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borehole

[bawr-hohl, bohr-] /ˈbɔrˌhoʊl, ˈboʊr-/
noun, Mining.
1.
a hole drilled in the earth, as for the purpose of extracting a core, releasing gas, oil, water, etc.
Origin
1700-1710
1700-10; bore1 + hole
Dictionary.com Unabridged
Based on the Random House Dictionary, © Random House, Inc. 2014.
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Examples from the web for borehole
  • Cold water is pumped down a deep borehole and returns superheated to spin a turbine.
  • One solution would be to drill a second intersecting borehole before exploiting the site.
  • As an oil well is drilled casings are cemented in place at different depths to reinforce the borehole.
  • Hockey sticks are also seen in borehole, stalagmite and ice cores bing.
  • Sealing up the casing of a deep borehole is not easy.
  • borehole seismic data can typically achieve a much higher signal-to-noise ratio than what is possible in surface seismic data.
  • borehole quality deteriorates with time after drilling.
  • borehole permeability tests are performed intermittently as the borehole is advanced.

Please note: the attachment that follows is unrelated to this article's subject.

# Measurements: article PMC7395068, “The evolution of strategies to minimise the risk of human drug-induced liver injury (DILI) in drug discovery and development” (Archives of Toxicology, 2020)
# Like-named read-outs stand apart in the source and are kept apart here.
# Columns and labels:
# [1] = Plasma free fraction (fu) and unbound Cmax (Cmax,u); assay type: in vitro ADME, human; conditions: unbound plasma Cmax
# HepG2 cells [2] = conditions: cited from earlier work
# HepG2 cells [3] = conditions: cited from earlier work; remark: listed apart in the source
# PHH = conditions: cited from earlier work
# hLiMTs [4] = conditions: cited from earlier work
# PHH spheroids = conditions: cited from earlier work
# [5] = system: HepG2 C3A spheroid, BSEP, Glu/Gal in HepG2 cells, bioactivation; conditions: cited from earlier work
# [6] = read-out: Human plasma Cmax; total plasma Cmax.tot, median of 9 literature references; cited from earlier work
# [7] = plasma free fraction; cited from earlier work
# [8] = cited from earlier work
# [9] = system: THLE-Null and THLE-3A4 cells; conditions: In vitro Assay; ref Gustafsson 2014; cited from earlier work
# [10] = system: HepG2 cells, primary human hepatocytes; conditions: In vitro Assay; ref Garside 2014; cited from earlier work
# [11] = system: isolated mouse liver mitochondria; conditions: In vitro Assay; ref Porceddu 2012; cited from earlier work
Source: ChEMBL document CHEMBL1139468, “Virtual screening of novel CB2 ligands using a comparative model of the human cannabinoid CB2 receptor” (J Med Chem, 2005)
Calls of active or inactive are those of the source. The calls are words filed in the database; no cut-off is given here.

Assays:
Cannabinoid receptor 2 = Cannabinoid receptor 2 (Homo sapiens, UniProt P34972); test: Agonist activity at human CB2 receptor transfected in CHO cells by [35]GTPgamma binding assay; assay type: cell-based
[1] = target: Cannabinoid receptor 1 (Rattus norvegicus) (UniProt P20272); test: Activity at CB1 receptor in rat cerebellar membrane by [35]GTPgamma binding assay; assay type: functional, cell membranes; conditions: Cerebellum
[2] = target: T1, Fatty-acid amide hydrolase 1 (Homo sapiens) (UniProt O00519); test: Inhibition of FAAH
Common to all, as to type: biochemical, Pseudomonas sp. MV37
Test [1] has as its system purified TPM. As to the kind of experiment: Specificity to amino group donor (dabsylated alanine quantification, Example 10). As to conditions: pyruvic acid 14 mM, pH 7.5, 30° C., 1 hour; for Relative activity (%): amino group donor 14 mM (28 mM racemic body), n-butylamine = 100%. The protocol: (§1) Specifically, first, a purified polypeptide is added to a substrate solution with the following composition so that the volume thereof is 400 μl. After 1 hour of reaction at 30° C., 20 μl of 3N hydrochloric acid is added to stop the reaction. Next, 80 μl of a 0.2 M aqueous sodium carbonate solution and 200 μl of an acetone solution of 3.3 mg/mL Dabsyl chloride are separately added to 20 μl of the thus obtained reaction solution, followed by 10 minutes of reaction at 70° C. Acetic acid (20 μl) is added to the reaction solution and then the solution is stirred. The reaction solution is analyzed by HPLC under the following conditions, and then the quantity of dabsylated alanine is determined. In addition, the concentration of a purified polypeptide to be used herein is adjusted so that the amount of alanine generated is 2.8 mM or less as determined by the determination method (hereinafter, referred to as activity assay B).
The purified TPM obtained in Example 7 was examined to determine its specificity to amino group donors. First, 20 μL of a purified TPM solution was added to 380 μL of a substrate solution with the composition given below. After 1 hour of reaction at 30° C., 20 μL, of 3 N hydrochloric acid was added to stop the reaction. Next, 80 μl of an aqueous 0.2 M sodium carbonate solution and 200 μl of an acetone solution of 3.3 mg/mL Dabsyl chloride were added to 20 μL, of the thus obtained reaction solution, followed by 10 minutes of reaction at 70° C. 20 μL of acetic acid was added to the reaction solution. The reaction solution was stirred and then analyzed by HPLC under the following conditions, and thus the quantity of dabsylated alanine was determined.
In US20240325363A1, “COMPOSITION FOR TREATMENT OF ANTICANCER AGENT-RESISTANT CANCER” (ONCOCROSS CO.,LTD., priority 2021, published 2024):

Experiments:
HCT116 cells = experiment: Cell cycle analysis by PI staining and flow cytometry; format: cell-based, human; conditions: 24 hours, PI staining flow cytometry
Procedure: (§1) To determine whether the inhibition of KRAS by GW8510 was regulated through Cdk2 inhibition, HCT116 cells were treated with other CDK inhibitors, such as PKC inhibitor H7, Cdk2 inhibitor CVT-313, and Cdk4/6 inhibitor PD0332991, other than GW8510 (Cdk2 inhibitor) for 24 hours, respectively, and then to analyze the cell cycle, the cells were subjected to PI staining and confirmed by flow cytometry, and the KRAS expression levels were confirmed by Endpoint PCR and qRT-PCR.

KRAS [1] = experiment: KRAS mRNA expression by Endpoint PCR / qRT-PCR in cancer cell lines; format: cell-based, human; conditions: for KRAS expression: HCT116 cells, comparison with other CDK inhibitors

• When the primer is the first cartridge or one of the first cartridges to be loaded into the borehole, it is called bottom priming.
  • After meeting all regulatory criteria, the borehole geophysical and hydraulic data should guide the completion design.
British Dictionary definitions for borehole

borehole

/ˈbɔːˌhəʊl/
noun
1.
a hole driven into the ground to obtain geological information, release water, etc
Collins English Dictionary - Complete & Unabridged 2012 Digital Edition
© William Collins Sons & Co. Ltd. 1979, 1986 © HarperCollins
Publishers 1998, 2000, 2003, 2005, 2006, 2007, 2009, 2012
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